To this end, the company has completed the acquisition of the Kelburn Clinic using a portion of its recently closed CA$6 million private placement. The 50-acre addiction treatment facility is the first in a series of recovery centers the company plans to roll out in strategic urban and rural centers. It is also already a revenue-generating facility, making it an important asset in ensuring the sustainability of Universal Ibogaine throughout its upcoming clinical trials.
In addition to full ownership of the Kelburn Clinic, the company has also acquired exclusive worldwide rights to the Clear Sky Recovery clinic — a leading ibogaine treatment facility in Mexico. Access to this facility, which currently treats thousands of patients with ibogaine, will ensure Universal Ibogaine has access to the patients, medical staff, and data that it needs to conduct robust clinical trials.
An Approved Ibogaine Treatment Will Be Met by Big Demand
Rehab and addiction recovery services are in hot demand. Even clinics engaged in the less-than-stellar approaches traditionally used still see thousands of patients coming through their doors. Similar demand is also seen for overseas clinics offering ibogaine treatments. This demand persists despite the inconvenience of international travel and the often clandestine, unregulated nature of the facilities involved.
Much of this demand originates from the United States, where its population size only magnifies the opioid health crisis. Combine this with its proximity to Canada and the fact that the country outlaws ibogaine. Clearly, a massive market is waiting in the wings for viable alternative treatment clinics like what Universal Ibogaine is proposing.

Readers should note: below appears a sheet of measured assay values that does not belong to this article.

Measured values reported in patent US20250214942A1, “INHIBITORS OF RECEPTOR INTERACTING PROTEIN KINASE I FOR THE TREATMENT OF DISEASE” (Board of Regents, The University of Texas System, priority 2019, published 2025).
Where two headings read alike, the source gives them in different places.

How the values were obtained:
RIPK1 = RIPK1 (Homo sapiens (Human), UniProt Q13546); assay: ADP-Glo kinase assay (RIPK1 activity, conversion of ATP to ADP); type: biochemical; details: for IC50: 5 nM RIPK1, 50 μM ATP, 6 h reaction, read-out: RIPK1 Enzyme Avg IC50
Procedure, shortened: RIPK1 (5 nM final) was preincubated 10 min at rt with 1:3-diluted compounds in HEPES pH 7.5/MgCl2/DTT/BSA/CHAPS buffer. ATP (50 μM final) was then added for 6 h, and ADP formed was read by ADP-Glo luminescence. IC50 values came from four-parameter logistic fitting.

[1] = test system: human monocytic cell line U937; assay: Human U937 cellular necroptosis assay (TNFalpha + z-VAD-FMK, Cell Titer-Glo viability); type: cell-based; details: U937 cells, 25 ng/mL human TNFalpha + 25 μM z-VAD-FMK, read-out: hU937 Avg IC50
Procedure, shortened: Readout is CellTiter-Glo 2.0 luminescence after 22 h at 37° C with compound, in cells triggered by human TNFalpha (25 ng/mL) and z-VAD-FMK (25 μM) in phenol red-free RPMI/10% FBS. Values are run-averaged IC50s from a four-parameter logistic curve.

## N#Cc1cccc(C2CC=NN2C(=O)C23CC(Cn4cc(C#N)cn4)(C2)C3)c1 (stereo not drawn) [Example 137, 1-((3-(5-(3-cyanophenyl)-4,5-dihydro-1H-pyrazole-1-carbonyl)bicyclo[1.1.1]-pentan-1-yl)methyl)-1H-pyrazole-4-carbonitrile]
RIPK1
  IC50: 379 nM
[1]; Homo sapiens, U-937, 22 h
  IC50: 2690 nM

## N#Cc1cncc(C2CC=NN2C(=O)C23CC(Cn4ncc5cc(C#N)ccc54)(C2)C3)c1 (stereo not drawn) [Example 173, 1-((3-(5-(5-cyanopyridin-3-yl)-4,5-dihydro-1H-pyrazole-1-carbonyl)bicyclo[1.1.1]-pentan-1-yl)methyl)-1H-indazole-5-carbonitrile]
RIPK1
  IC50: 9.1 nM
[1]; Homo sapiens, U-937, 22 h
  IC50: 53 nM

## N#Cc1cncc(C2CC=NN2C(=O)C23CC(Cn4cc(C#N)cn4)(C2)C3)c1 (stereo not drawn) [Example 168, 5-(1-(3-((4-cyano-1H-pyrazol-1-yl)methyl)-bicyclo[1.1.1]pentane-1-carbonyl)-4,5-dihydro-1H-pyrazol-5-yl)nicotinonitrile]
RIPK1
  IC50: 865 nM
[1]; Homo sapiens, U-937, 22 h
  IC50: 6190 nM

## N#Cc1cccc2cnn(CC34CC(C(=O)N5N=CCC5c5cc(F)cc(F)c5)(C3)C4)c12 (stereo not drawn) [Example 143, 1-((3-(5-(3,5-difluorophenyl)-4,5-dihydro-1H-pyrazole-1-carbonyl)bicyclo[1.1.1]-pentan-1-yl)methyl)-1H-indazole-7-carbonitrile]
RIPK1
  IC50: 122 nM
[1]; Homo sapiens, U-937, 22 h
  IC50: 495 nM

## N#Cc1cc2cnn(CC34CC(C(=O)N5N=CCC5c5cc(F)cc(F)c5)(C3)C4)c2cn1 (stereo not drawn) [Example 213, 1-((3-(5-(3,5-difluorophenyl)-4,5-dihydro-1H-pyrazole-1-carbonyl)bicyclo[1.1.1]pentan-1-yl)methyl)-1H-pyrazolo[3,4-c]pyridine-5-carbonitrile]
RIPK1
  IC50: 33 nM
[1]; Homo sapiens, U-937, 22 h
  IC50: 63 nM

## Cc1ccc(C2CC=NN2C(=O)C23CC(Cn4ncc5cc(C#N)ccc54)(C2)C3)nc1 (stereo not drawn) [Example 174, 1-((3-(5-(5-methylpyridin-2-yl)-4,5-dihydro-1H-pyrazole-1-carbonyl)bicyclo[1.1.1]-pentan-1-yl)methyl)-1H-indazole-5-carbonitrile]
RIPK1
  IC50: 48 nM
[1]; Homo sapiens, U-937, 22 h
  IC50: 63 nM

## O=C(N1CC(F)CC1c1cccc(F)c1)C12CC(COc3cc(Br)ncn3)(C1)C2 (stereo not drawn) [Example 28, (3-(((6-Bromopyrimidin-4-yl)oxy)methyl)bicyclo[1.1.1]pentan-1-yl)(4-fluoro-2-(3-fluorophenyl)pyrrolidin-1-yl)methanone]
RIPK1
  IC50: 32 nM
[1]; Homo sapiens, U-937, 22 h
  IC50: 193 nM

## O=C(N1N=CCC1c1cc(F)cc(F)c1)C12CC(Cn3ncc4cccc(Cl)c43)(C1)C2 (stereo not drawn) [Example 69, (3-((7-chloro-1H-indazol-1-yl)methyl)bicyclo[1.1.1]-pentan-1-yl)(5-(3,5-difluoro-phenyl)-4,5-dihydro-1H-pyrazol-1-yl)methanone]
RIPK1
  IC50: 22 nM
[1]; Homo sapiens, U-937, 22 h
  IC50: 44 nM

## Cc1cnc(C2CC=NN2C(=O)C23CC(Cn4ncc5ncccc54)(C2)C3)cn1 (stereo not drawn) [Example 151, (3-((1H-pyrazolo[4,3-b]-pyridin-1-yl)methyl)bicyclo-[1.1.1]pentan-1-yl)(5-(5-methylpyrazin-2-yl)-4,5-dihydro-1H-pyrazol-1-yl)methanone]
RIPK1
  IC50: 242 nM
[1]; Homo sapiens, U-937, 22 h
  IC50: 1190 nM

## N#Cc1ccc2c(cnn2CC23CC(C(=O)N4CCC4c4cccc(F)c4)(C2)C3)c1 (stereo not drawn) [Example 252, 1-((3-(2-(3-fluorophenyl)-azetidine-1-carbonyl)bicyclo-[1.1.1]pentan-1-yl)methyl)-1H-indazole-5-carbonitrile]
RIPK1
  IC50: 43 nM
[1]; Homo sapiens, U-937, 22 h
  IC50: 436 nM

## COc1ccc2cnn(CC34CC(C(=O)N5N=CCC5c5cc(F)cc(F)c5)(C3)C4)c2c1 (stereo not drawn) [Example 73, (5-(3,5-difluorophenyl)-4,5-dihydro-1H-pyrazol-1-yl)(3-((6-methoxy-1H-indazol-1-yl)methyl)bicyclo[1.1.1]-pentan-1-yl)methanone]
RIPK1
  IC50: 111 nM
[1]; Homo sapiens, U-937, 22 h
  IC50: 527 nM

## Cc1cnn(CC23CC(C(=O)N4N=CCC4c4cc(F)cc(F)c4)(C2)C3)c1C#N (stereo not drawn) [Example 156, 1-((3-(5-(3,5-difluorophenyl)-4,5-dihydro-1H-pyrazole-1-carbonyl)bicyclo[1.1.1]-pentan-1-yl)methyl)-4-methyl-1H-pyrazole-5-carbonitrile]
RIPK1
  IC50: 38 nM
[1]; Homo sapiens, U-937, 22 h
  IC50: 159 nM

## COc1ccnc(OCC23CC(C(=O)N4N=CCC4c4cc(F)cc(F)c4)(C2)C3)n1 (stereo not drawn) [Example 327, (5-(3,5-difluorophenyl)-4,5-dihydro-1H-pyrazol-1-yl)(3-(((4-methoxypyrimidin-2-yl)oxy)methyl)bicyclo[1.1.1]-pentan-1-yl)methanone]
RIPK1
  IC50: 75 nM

Further interest is only expected to grow, too. Psychedelics as a category are only gaining increasing acceptance in recent times. This acceptance is leading to their use in treating a whole range of conditions, usually mental and behavioral in nature, as addiction often is. This interest and acceptance of psychotropic substances will further aid in opening more eyes and minds to the power of ibogaine as part of an addiction treatment package.
A Bright Future Ahead for Universal Ibogaine
The early interest that the first wave of ibogaine clinics generated proved that interest is strong. While the unfortunate lack of regulation and clinical data ultimately ended the run prematurely, Universal Ibogaine looks poised to capitalize on what was a missed opportunity. Its clinical approach in coordination with regulators and institutions should see ibogaine regain the recognition it deserves as a truly revolutionary treatment in addiction. And the existing medical data Universal Ibogaine already has on hand, thanks to its agreement with Clear Sky, will facilitate a speedy, friction-free approval process.
For investors, the company’s recent listing on the TSX Venture exchange represents a special moment. Yes, it presents an opportunity to get in ahead of the curve and profit nicely off a groundbreaking development in biotech. But, more than this, it also offers a rare opportunity to participate in the success of a company that’s doing good in the world.